3 Wild Cresses to add to your Back Country Salads and Cooking

By Doug Williams
Publish Date:
 
 
 
SHARE:

 

We have quite a few foraging articles on Outdoor Revival, and we’re often encouraging you to learn about foraging as part of your emergency planning and general outdoor knowledge.

It is always a good idea to learn about which plants are edible in the wild, particularly in the areas that you spend your time in. You can add these plants to your salad or cooked meals while on a hike, they will add to the variety and nutrition of your meal.

It’s really not long until we’re into springtime which is the best time to find plants such as wild cresses. These cresses are part of the mustard family, some of which have nice strong flavors.

 

Wintercress, watercress and Pensylvania bittercress can be found in places you may pass on your hike, so it’s a good idea to have a plant identification book or app and keep your eyes peeled.

All over North America, there is the chance you will find small patches of Watercress in clear streams. In early spring they are small and tasty, later in the summer, they will be about a foot tall.

Image: Masparasol

The leaves should be washed well before you use them in a salad, as the water could be contaminated in some way. You should probably treat all water with caution and wash the leaves well in clean water. Watercress greens also make a delicious soup.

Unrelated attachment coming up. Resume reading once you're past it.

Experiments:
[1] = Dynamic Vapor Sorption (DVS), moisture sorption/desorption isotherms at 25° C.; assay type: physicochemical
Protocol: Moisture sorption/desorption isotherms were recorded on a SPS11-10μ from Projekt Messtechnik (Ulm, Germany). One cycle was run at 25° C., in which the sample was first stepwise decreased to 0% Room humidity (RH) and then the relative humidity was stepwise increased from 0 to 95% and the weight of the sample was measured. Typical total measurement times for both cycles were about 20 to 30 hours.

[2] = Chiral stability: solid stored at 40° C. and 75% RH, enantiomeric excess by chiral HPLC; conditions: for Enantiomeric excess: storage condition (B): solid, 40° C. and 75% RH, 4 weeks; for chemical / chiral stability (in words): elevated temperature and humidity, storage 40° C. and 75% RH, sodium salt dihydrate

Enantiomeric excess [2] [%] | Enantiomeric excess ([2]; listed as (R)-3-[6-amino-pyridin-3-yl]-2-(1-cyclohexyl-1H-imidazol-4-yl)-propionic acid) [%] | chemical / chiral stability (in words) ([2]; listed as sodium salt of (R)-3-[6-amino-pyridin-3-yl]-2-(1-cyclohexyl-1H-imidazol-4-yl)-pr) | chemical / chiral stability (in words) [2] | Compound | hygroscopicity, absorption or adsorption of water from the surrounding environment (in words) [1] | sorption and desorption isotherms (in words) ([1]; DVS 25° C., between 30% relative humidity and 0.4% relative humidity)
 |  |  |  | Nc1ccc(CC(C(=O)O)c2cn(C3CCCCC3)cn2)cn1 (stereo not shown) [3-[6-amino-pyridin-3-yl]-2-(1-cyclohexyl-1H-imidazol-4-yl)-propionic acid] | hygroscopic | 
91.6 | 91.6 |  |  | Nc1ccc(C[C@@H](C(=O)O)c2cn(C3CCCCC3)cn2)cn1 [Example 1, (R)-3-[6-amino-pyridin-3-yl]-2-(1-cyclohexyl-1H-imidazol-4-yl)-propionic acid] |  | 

Pennsylvania bittercress (Cardamine pensylvanica) is a plant which grows on dry land in the East of the country. It is a small plant and, even its name confuses people because the plant itself is not at all bitter.

Robert H. Mohlenbrock @ USDA-NRCS PLANTS Database

 

The leaves make a very good base for a salad and can be eaten either cooked or raw. Sadly, this is a short lived plant, and you need to find and eat this in April, as the summer moves on the plant gets overrun by other plant growths and grass.

 

Wintercress has a much more bitter taste. Other names for the same plant are Creasy Greens or Yellow Rocket. It is found mostly to the East of the country and has shiny dark green leaves. As with many things, they are delicious fried in bacon fat!

This particular variety of cress can grow up to three feet tall. The buds can be used in salads or just as a snack. The plant is in fact related to broccoli and has a similar appearance. The bitterness of the leaves prevents its use as a salad vegetable most of the time. Cooking with oil improves the taste making it quite edible and very nutritious.

 

If you have any comments then please drop us a message on our Outdoor Revival Facebook page

If you have a good story to tell or blog let us know about it on our FB page, we’re also happy for article or review submissions, we’d love to hear from you.

We live in a beautiful world, get out there and enjoy it.

Outdoor Revival – Reconnecting us all with the Outdoor